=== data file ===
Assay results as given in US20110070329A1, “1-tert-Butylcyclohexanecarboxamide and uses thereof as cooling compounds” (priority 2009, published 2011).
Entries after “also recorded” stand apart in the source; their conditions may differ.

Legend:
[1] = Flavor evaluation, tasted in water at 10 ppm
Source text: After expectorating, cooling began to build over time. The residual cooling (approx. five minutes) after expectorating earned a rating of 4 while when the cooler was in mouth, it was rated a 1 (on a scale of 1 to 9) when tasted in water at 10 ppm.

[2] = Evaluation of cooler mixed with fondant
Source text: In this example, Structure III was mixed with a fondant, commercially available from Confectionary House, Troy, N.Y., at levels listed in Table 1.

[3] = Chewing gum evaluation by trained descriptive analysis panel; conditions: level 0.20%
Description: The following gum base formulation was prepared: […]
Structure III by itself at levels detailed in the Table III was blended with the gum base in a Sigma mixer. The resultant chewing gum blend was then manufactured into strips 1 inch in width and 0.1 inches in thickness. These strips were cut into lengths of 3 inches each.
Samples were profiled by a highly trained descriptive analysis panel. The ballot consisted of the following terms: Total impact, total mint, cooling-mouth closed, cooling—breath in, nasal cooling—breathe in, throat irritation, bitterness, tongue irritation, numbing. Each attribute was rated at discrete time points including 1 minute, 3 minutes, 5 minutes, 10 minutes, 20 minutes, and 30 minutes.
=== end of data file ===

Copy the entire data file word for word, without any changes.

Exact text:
Assay results as given in US20110070329A1, “1-tert-Butylcyclohexanecarboxamide and uses thereof as cooling compounds” (priority 2009, published 2011).
Entries after “also recorded” stand apart in the source; their conditions may differ.

Legend:
[1] = Flavor evaluation, tasted in water at 10 ppm
Source text: After expectorating, cooling began to build over time. The residual cooling (approx. five minutes) after expectorating earned a rating of 4 while when the cooler was in mouth, it was rated a 1 (on a scale of 1 to 9) when tasted in water at 10 ppm.

[2] = Evaluation of cooler mixed with fondant
Source text: In this example, Structure III was mixed with a fondant, commercially available from Confectionary House, Troy, N.Y., at levels listed in Table 1.

[3] = Chewing gum evaluation by trained descriptive analysis panel; conditions: level 0.20%
Description: The following gum base formulation was prepared: […]
Structure III by itself at levels detailed in the Table III was blended with the gum base in a Sigma mixer. The resultant chewing gum blend was then manufactured into strips 1 inch in width and 0.1 inches in thickness. These strips were cut into lengths of 3 inches each.
Samples were profiled by a highly trained descriptive analysis panel. The ballot consisted of the following terms: Total impact, total mint, cooling-mouth closed, cooling—breath in, nasal cooling—breathe in, throat irritation, bitterness, tongue irritation, numbing. Each attribute was rated at discrete time points including 1 minute, 3 minutes, 5 minutes, 10 minutes, 20 minutes, and 30 minutes.